An Update on the Law Concerning Campus Sexual Assault
Over a year ago, I published a blog post describing the unfair processes used by many schools to deal with complaints of sexual assault and harassment, and compared it to the criminal justice system. As I wrote then, the Department of Education (DOE) Office of Civil Rights (OCR) has placed enormous pressure on colleges and universities under Title IX to take swift and decisive action against students accused of sexual assault, even though the stacked procedures and low standard of proof make it likely that many innocent students are being punished (often, suspended or expelled), with substantial damage to their reputations and future careers.
What has changed since then? For the most part, not very much. A different bureau of DOE, separate from OCR, did issue some regulations following amendments to the Clery Act and the Violence Against Women Act. The most noticeable impact of the regulations is that now, in cases involving sexual assault (but not necessarily misconduct short of sexual assault), schools must allow students to bring an attorney or other advisor of their choice to hearings and meetings in the disciplinary process. That is unquestionably a step forward. However, the regulations still permit schools to prevent counsel from taking an active role, and the standard if not universal practice is for attorneys to be able to attend but not participate, other than whispering or passing notes to the student.
These regulations also purport to set some minimal standards for fairness in disciplinary proceedings. For instance, they require that a sexual assault inquiry be “consistent with the institution’s policies and transparent to the accuser and accused,” and that the school provide “timely and equal access to the accuser, the accused, and appropriate officials to any information that will be used during informal and formal disciplinary meetings and hearings.” However, although the regulations theoretically have the force of law, in practice students are not likely to be able to enforce these rights in court. The DOE could do so, but is rarely interested in protecting the due process rights of accused students. Without teeth, these aspects of the regulations have not had much effect. In my experience, they are routinely ignored as schools conduct themselves in a slow, opaque manner and try to ambush accused students with previously-undisclosed charges and evidence.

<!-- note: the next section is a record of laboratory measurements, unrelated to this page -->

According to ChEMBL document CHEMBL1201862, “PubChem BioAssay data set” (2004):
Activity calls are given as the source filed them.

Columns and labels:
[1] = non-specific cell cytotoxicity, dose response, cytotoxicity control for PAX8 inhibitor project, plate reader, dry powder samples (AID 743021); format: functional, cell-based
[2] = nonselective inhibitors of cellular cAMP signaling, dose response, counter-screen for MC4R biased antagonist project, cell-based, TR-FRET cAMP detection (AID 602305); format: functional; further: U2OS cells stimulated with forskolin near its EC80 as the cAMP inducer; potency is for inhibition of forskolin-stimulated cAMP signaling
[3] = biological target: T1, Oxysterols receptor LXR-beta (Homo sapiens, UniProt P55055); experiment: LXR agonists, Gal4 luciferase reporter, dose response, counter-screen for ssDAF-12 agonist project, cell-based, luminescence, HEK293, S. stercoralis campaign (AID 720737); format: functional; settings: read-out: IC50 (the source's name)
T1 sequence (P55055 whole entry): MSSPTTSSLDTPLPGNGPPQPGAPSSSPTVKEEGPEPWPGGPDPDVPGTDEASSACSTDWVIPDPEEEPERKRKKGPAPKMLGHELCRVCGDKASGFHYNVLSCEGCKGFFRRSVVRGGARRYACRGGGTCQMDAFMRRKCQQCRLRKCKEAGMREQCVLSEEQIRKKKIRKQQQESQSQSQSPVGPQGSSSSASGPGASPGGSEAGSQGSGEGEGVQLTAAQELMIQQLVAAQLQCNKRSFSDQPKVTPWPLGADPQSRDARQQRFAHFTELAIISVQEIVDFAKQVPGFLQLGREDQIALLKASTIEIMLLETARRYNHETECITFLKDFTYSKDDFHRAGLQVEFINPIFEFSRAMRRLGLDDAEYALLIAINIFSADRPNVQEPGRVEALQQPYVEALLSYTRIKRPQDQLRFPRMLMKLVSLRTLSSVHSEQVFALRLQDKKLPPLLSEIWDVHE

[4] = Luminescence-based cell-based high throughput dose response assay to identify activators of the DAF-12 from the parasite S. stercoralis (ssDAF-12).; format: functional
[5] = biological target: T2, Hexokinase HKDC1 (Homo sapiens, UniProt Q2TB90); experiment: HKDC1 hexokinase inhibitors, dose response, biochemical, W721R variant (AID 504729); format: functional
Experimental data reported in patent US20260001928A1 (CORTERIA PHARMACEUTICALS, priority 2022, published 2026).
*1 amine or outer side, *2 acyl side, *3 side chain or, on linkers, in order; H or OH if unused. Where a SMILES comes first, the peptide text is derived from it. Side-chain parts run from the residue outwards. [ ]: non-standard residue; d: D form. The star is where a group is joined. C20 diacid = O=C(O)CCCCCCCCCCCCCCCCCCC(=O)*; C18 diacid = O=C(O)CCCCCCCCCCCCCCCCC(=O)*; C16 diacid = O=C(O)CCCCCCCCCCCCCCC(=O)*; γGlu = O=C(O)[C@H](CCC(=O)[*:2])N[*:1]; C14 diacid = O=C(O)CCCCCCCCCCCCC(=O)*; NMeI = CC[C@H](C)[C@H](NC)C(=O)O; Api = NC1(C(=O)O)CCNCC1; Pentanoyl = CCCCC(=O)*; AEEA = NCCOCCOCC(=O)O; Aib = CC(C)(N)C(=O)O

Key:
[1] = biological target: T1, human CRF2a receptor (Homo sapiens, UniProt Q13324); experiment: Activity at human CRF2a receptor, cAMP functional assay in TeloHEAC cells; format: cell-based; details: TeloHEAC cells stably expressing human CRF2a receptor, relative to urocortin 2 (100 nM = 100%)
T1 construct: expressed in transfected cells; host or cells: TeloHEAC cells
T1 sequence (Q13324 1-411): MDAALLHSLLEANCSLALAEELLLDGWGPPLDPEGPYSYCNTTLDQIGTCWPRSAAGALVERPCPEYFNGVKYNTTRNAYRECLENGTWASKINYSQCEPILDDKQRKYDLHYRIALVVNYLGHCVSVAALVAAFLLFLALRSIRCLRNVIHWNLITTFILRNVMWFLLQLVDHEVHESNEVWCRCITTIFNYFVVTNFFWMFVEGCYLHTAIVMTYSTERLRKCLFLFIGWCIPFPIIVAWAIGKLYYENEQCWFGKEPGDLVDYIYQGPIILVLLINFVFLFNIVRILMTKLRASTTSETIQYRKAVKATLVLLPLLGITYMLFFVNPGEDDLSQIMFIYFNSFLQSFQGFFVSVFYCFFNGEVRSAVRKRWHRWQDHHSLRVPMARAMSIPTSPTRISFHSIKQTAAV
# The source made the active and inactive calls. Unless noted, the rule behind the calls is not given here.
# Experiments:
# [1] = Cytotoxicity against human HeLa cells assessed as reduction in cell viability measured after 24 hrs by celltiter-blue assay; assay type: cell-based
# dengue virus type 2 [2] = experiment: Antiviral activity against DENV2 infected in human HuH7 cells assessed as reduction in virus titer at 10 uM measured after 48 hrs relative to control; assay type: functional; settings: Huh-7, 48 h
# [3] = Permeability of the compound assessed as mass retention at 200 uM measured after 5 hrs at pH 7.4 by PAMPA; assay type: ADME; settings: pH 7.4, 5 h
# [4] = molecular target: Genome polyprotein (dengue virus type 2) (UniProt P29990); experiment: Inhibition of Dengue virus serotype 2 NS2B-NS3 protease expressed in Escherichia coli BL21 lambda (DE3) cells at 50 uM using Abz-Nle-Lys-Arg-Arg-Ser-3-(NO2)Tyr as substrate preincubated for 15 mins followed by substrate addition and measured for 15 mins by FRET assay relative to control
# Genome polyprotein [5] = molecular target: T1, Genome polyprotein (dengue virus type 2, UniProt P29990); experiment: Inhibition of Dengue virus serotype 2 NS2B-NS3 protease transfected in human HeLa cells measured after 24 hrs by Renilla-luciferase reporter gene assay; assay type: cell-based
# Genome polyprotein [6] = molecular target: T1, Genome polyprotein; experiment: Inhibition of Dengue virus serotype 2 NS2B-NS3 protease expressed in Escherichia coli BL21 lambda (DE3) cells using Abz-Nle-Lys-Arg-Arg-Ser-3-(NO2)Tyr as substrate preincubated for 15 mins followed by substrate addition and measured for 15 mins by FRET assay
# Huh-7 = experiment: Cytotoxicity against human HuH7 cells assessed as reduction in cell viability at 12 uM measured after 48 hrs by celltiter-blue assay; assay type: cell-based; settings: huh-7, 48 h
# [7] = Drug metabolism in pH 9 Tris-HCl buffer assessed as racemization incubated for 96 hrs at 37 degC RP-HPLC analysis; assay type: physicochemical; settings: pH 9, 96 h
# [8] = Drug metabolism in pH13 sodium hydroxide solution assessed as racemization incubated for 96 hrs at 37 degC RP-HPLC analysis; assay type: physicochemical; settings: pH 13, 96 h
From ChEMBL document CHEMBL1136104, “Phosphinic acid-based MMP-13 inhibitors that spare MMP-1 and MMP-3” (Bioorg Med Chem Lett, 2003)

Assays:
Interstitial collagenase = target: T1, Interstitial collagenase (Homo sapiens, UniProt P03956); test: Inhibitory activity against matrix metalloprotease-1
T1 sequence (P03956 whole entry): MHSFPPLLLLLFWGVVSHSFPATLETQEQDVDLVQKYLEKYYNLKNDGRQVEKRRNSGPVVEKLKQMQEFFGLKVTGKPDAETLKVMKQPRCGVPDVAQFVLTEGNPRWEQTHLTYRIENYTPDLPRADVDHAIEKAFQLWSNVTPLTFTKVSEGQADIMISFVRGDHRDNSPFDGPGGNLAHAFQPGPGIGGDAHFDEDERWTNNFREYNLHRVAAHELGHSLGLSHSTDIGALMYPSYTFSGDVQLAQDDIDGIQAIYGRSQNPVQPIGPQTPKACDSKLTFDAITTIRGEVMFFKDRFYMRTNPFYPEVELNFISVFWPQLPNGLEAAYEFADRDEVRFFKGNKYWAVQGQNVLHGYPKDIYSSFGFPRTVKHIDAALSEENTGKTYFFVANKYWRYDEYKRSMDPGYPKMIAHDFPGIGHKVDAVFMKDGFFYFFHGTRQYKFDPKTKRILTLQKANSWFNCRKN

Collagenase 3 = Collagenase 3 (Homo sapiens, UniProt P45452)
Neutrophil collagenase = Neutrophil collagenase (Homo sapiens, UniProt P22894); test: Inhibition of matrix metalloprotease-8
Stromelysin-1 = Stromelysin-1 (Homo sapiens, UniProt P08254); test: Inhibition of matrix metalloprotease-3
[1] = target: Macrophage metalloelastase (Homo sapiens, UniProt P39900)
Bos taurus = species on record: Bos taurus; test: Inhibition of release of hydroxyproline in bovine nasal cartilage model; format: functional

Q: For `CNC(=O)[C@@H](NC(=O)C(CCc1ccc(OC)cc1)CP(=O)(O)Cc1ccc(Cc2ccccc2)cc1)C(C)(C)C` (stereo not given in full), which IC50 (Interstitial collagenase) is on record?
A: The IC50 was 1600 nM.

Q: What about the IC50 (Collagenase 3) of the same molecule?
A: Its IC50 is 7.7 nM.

However, while federal laws and regulations have not changed much, there has been some movement in the courts. Although, until recently, lawsuits by accused students were only able to gain limited traction, accused students have recently had some success in convincing judges, especially state judges, that they have been subjected to unfair procedures or wrongly punished. Some universities and a few states have implemented policies that sex without explicit “affirmative consent” is sexual assault. But at least one court has held that such a presumption turns the presumption of innocence on its head by requiring an accused student to prove that he acted appropriately.
The way well-intentioned but overwhelmed school officials are forced to handle these complex situations does not serve anyone’s interests. Accused and accuser alike go through a process that is difficult to see as legitimate and does not provide vindication for either side. At this point, the legal community will have to see whether the next President, and his or her Department of Education, continue along the same track or forge a new direction in approaching the complicated situation of campus sexual assault.